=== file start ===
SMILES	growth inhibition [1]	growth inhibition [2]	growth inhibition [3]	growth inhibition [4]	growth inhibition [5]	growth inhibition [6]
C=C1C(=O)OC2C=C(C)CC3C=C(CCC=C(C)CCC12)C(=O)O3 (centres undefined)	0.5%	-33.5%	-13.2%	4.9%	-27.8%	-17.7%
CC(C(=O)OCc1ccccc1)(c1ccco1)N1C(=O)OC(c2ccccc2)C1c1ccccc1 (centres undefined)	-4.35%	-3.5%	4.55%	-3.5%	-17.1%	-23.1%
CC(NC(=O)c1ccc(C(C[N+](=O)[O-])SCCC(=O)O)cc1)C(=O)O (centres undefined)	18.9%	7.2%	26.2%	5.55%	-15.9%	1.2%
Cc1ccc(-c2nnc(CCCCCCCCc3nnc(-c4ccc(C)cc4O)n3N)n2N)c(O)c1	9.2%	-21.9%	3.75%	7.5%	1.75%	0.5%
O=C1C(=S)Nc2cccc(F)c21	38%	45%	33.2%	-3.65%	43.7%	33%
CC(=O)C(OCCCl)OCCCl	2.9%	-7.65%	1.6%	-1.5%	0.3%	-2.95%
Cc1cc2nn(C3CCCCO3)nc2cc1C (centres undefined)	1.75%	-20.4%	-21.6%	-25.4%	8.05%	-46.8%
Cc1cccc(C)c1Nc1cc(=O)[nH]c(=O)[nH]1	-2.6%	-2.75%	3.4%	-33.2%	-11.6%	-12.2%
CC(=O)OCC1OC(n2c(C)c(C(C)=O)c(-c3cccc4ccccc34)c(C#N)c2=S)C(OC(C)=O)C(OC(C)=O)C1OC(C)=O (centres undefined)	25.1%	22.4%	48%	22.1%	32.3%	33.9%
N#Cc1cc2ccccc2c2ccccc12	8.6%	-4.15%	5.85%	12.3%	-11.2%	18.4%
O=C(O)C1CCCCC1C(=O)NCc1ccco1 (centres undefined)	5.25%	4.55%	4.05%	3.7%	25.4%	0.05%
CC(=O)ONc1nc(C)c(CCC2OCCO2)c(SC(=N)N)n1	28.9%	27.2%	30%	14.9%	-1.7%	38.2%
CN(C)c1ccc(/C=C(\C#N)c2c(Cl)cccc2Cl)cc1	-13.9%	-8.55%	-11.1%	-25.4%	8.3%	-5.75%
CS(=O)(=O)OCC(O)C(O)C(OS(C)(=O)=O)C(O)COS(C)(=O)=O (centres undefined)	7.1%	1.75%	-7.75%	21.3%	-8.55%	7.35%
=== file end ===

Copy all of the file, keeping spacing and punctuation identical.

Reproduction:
SMILES	growth inhibition [1]	growth inhibition [2]	growth inhibition [3]	growth inhibition [4]	growth inhibition [5]	growth inhibition [6]
C=C1C(=O)OC2C=C(C)CC3C=C(CCC=C(C)CCC12)C(=O)O3 (centres undefined)	0.5%	-33.5%	-13.2%	4.9%	-27.8%	-17.7%
CC(C(=O)OCc1ccccc1)(c1ccco1)N1C(=O)OC(c2ccccc2)C1c1ccccc1 (centres undefined)	-4.35%	-3.5%	4.55%	-3.5%	-17.1%	-23.1%
CC(NC(=O)c1ccc(C(C[N+](=O)[O-])SCCC(=O)O)cc1)C(=O)O (centres undefined)	18.9%	7.2%	26.2%	5.55%	-15.9%	1.2%
Cc1ccc(-c2nnc(CCCCCCCCc3nnc(-c4ccc(C)cc4O)n3N)n2N)c(O)c1	9.2%	-21.9%	3.75%	7.5%	1.75%	0.5%
O=C1C(=S)Nc2cccc(F)c21	38%	45%	33.2%	-3.65%	43.7%	33%
CC(=O)C(OCCCl)OCCCl	2.9%	-7.65%	1.6%	-1.5%	0.3%	-2.95%
Cc1cc2nn(C3CCCCO3)nc2cc1C (centres undefined)	1.75%	-20.4%	-21.6%	-25.4%	8.05%	-46.8%
Cc1cccc(C)c1Nc1cc(=O)[nH]c(=O)[nH]1	-2.6%	-2.75%	3.4%	-33.2%	-11.6%	-12.2%
CC(=O)OCC1OC(n2c(C)c(C(C)=O)c(-c3cccc4ccccc34)c(C#N)c2=S)C(OC(C)=O)C(OC(C)=O)C1OC(C)=O (centres undefined)	25.1%	22.4%	48%	22.1%	32.3%	33.9%
N#Cc1cc2ccccc2c2ccccc12	8.6%	-4.15%	5.85%	12.3%	-11.2%	18.4%
O=C(O)C1CCCCC1C(=O)NCc1ccco1 (centres undefined)	5.25%	4.55%	4.05%	3.7%	25.4%	0.05%
CC(=O)ONc1nc(C)c(CCC2OCCO2)c(SC(=N)N)n1	28.9%	27.2%	30%	14.9%	-1.7%	38.2%
CN(C)c1ccc(/C=C(\C#N)c2c(Cl)cccc2Cl)cc1	-13.9%	-8.55%	-11.1%	-25.4%	8.3%	-5.75%
CS(=O)(=O)OCC(O)C(O)C(OS(C)(=O)=O)C(O)COS(C)(=O)=O (centres undefined)	7.1%	1.75%	-7.75%	21.3%	-8.55%	7.35%